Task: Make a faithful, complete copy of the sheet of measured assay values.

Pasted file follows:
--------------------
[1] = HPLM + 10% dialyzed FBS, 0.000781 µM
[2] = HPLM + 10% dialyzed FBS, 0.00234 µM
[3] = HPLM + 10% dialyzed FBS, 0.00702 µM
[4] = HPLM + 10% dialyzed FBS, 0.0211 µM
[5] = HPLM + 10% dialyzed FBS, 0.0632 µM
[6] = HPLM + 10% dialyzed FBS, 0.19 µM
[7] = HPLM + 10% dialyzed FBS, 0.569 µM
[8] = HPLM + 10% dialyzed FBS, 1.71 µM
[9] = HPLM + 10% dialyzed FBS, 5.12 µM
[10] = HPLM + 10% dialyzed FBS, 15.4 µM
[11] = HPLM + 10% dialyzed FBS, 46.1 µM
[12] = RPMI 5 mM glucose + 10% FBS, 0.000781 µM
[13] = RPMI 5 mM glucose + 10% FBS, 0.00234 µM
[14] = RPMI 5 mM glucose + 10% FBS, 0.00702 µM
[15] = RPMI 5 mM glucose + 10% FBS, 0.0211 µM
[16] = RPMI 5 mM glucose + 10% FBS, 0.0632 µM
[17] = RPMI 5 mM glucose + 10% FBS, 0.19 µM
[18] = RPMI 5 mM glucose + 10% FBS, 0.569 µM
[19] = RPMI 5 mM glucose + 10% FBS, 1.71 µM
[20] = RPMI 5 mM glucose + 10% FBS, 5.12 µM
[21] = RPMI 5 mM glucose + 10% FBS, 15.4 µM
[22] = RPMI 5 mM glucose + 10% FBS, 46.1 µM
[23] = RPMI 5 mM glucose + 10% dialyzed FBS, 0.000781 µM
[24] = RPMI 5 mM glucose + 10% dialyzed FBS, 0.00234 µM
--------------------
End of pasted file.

[1] = HPLM + 10% dialyzed FBS, 0.000781 µM
[2] = HPLM + 10% dialyzed FBS, 0.00234 µM
[3] = HPLM + 10% dialyzed FBS, 0.00702 µM
[4] = HPLM + 10% dialyzed FBS, 0.0211 µM
[5] = HPLM + 10% dialyzed FBS, 0.0632 µM
[6] = HPLM + 10% dialyzed FBS, 0.19 µM
[7] = HPLM + 10% dialyzed FBS, 0.569 µM
[8] = HPLM + 10% dialyzed FBS, 1.71 µM
[9] = HPLM + 10% dialyzed FBS, 5.12 µM
[10] = HPLM + 10% dialyzed FBS, 15.4 µM
[11] = HPLM + 10% dialyzed FBS, 46.1 µM
[12] = RPMI 5 mM glucose + 10% FBS, 0.000781 µM
[13] = RPMI 5 mM glucose + 10% FBS, 0.00234 µM
[14] = RPMI 5 mM glucose + 10% FBS, 0.00702 µM
[15] = RPMI 5 mM glucose + 10% FBS, 0.0211 µM
[16] = RPMI 5 mM glucose + 10% FBS, 0.0632 µM
[17] = RPMI 5 mM glucose + 10% FBS, 0.19 µM
[18] = RPMI 5 mM glucose + 10% FBS, 0.569 µM
[19] = RPMI 5 mM glucose + 10% FBS, 1.71 µM
[20] = RPMI 5 mM glucose + 10% FBS, 5.12 µM
[21] = RPMI 5 mM glucose + 10% FBS, 15.4 µM
[22] = RPMI 5 mM glucose + 10% FBS, 46.1 µM
[23] = RPMI 5 mM glucose + 10% dialyzed FBS, 0.000781 µM
[24] = RPMI 5 mM glucose + 10% dialyzed FBS, 0.00234 µM